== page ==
Teaching the MCAT: How I became a better doctor
April 10, 2012
The cliché “never say never” has been around for so long that its significance might be lost on most people. For me, though, every time I hear someone say it, I think back to when I was an undergrad studying for the MCAT. A group of us taking the prep class would study together and at times the conversation would veer towards our MCAT instructor. “He’s so smart, there’s nothing that he doesn’t know,” one of my friends would say. Another overly-optimistic one would chime in with, “I bet he got a perfect score on the test.” At the time, we were all premeds preparing for the exam, but I was unaware that later on I would not only be helping students like me achieve their goals and get into medical school, but I would also be helping them become instructors, and in the process better doctors!
One of my favorite examples is a student I had who did great on the exam, was accepted by the same medical school as me, and then became an instructor trained by (can you guess where this is going?): me! We became great classmates and coworkers, and the reasoning behind it is pretty simple when you get down to it. Many test takers have an “Ah ha!” moment with the MCAT; this occurs when you stop thinking like a test-taker, and you begin to see things from the perspective of the test-maker. The wrong answer choices stand out and the passages are more lucid in terms of where the questions will come from. It takes time, dedication, and definitely perseverance to get to this point, but once you do, you don’t lose it. Fortunately, even though the subject areas of the test are different, the MCAT maintains the same structure throughout, so this state of “MCAT nirvana” helps you do well from beginning to end.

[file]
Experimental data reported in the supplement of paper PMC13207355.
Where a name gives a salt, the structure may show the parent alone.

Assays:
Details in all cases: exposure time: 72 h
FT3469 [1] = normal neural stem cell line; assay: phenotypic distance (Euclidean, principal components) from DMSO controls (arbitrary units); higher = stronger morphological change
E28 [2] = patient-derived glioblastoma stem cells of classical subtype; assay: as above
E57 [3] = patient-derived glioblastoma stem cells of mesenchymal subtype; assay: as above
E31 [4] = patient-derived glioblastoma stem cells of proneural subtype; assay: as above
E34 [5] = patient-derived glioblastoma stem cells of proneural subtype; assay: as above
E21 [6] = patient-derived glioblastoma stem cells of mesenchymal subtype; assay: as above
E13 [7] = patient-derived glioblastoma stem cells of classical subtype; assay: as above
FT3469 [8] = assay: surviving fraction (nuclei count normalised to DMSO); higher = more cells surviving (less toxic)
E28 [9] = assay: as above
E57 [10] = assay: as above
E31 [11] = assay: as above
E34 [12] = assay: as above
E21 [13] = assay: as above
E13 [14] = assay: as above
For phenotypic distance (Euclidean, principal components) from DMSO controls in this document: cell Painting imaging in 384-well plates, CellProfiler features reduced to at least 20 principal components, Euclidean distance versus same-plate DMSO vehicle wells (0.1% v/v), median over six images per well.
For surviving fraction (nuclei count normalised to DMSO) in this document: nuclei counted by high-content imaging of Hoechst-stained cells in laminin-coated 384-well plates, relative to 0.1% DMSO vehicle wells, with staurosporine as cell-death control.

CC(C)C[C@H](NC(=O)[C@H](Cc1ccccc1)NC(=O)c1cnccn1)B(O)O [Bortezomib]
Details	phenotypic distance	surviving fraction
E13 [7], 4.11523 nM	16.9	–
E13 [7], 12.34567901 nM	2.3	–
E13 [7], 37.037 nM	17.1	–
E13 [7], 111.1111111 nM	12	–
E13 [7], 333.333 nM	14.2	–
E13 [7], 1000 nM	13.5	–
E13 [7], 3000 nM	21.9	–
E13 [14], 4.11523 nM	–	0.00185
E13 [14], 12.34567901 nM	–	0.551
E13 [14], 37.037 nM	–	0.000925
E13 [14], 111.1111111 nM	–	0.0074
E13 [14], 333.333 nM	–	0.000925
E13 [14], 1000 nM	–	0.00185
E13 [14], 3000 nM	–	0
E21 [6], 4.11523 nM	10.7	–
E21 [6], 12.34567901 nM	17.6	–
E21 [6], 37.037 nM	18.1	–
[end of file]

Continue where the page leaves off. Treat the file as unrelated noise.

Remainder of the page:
When I started medical school, I felt motivated to go back and teach the MCAT exam, hoping to impart that same ability to see the exam in a different light on my students. I didn’t realize at the time that this would be a symbiotic relationship. Explaining test-taking techniques and MCAT strategy helped me think more critically. Doing so provided me with better diagnostic abilities and bedside manner when I entered my clinical years of medical school. If I could explain a complicated passage on quantum mechanics to an entire classroom of MCAT students, then I could properly assess patients in the emergency room suffering from acute pain and carefully explain to them the plan for getting them better.
As if there weren’t enough benefits to teaching already, I often casually mention to students how that same “MCAT nirvana” will be extremely helpful when it comes time to take the U.S. Medical Licensing Exams (USMLE) Step exams in medical school. USMLE scores are a big factor when applying to residencies, and there are numerous studies that correlate success on the MCAT with success on the Step exams – so keeping your wits sharp and ready will give you a large advantage when the time comes. Furthermore, the analytical skills required of a physician are not that different from those of an accomplished teacher: both need to reach the level of their patients and pupils in a way that makes difficult concepts easier to understand. It’s for these reasons that I always tell the students in my MCAT classes to not think of the MCAT as a roadblock to success, but rather a catapult to greater things!
EDITOR’S NOTE: Kaplan is always looking for qualified instructors for the MCAT as well as a range of other exams. If you or someone you know is interested in applying for a teaching position, please visit www.kaptest.com/teach to learn more; note that a score qualification of 90th percentile or higher is required for all applicants.